Court overturns case of Ellicott City woman 2nd such case to go to appeals panel

October 19, 1992|By Alan J. Craver | Alan J. Craver,Staff Writer

An Ellicott City woman who successfully sued her landlords for a $24,000 refund after learning they did not have a permit to rent the property lost her award Wednesday in a ruling by the state Court of Appeals.

The suit is the second Howard County case of its type to go before the appeals court, which both times has overturned large awards to tenants. After the first award, in 1990, many worried landlords complained that they were unaware of the license, required for all rental properties in the county.

The Court of Appeals ruled last week that a tenant must prove specific losses or injuries under the Maryland Consumer Protection Act to receive damages. The fact that a property is not licensed is not sufficient, the court said.

In the case, Dale Snyder signed a one-year lease for a house in the 5100 block of Avoca Ave. in Ellicott City from landlords Larry and Marian Galola. Under the 1987 lease, she agreed to pay $1,200 a month. She continued to lease the house through November 1989.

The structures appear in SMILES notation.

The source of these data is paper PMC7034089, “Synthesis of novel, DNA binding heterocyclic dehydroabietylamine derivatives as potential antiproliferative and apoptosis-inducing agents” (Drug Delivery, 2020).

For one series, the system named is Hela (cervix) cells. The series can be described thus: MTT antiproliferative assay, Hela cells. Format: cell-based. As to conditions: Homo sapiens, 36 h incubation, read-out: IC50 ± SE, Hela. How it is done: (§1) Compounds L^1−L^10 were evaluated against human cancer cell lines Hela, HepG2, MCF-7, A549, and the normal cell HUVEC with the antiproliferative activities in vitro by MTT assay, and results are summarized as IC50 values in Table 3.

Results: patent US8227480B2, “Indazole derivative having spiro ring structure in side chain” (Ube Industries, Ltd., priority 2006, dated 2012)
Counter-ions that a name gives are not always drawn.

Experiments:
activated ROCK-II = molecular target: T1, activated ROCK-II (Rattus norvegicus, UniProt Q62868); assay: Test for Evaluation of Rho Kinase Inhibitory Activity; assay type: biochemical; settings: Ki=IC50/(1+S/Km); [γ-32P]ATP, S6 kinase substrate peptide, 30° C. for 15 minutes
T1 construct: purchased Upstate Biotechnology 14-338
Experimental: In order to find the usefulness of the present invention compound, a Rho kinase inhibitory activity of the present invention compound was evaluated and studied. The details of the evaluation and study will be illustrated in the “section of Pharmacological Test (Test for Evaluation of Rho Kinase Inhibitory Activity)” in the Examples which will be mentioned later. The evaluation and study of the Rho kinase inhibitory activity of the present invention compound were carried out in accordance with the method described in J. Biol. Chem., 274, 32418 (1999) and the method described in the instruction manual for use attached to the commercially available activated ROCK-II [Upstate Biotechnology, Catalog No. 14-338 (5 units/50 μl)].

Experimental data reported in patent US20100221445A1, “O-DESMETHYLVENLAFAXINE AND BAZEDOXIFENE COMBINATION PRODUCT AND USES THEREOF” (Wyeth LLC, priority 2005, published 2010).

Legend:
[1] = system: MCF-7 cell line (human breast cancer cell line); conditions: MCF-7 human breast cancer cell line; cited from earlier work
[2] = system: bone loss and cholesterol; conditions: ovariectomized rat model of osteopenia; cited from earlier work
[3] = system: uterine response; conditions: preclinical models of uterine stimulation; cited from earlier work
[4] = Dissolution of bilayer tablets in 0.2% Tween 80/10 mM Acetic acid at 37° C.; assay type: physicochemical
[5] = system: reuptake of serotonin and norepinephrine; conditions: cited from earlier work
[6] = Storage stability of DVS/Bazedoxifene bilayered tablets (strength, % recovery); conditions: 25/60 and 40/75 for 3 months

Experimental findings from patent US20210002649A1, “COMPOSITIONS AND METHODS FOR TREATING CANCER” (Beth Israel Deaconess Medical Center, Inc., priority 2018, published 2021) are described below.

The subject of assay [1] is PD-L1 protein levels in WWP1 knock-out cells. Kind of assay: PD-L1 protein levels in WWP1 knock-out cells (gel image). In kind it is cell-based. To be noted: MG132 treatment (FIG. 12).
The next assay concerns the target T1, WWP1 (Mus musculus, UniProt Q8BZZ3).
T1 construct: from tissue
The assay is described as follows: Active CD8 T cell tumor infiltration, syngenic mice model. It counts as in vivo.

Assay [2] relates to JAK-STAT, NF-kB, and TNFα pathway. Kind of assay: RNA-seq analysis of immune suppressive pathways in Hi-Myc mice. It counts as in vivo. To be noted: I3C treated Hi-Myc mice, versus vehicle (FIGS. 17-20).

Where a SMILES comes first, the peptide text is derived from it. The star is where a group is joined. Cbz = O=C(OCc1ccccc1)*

In signing the lease, she agreed that the premises were in "good and satisfactory order and repair" after examining the house, according to court records.

But Ms. Snyder complained to the county Bureau of Inspections in June 1989 that the house needed repairs that had not been made by the Galolas, court documents say.

A housing inspector went to the house and found cracked walls, loose plaster, broken windows, a defective air-conditioning unit, a defective wood stove, insufficient heat, improper drainage, and water in the basement, records say.

The county then notified the Galolas that they did not have the required license, records say. Once the permit application is filed, a county housing inspector visits the property to assure that basic housing standards are met.

When the Galolas sought the license, the county denied the request because of the needed repairs.

When Ms. Snyder refused to pay rent for the last four months of the lease, the Galolas filed suit against her seeking back rent.

In a counterclaim, Ms. Snyder demanded $24,000 in restitution for the rent, citing the Galolas' failure to obtain the proper license, records say.

On appeal before the state Court of Special Appeals, the tenants' case has been upheld twice only to be overturned by the Court of Appeals.

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